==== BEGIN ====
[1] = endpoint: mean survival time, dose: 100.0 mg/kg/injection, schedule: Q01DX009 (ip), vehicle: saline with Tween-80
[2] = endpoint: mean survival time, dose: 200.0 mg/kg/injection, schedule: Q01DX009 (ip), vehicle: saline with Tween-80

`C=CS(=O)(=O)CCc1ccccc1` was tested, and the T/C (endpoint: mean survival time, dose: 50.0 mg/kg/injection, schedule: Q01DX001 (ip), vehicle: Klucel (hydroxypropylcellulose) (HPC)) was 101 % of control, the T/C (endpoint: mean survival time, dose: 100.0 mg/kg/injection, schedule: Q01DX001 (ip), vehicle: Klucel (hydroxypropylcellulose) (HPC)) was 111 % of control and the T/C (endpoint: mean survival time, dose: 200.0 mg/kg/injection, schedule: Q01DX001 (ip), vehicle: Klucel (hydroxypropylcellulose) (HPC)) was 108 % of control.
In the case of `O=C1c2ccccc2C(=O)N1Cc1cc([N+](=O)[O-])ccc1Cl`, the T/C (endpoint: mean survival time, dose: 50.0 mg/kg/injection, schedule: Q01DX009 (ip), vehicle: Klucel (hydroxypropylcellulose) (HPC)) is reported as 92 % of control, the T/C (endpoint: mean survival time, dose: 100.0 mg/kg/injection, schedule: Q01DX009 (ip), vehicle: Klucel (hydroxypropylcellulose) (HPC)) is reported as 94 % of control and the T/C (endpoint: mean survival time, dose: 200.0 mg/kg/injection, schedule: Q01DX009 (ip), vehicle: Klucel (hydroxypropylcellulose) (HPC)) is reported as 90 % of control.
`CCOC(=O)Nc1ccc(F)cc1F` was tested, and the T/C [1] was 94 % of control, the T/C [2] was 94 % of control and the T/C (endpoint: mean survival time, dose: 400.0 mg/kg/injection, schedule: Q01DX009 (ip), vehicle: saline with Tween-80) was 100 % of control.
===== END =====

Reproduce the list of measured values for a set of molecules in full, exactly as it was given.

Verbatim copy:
[1] = endpoint: mean survival time, dose: 100.0 mg/kg/injection, schedule: Q01DX009 (ip), vehicle: saline with Tween-80
[2] = endpoint: mean survival time, dose: 200.0 mg/kg/injection, schedule: Q01DX009 (ip), vehicle: saline with Tween-80

`C=CS(=O)(=O)CCc1ccccc1` was tested, and the T/C (endpoint: mean survival time, dose: 50.0 mg/kg/injection, schedule: Q01DX001 (ip), vehicle: Klucel (hydroxypropylcellulose) (HPC)) was 101 % of control, the T/C (endpoint: mean survival time, dose: 100.0 mg/kg/injection, schedule: Q01DX001 (ip), vehicle: Klucel (hydroxypropylcellulose) (HPC)) was 111 % of control and the T/C (endpoint: mean survival time, dose: 200.0 mg/kg/injection, schedule: Q01DX001 (ip), vehicle: Klucel (hydroxypropylcellulose) (HPC)) was 108 % of control.
In the case of `O=C1c2ccccc2C(=O)N1Cc1cc([N+](=O)[O-])ccc1Cl`, the T/C (endpoint: mean survival time, dose: 50.0 mg/kg/injection, schedule: Q01DX009 (ip), vehicle: Klucel (hydroxypropylcellulose) (HPC)) is reported as 92 % of control, the T/C (endpoint: mean survival time, dose: 100.0 mg/kg/injection, schedule: Q01DX009 (ip), vehicle: Klucel (hydroxypropylcellulose) (HPC)) is reported as 94 % of control and the T/C (endpoint: mean survival time, dose: 200.0 mg/kg/injection, schedule: Q01DX009 (ip), vehicle: Klucel (hydroxypropylcellulose) (HPC)) is reported as 90 % of control.
`CCOC(=O)Nc1ccc(F)cc1F` was tested, and the T/C [1] was 94 % of control, the T/C [2] was 94 % of control and the T/C (endpoint: mean survival time, dose: 400.0 mg/kg/injection, schedule: Q01DX009 (ip), vehicle: saline with Tween-80) was 100 % of control.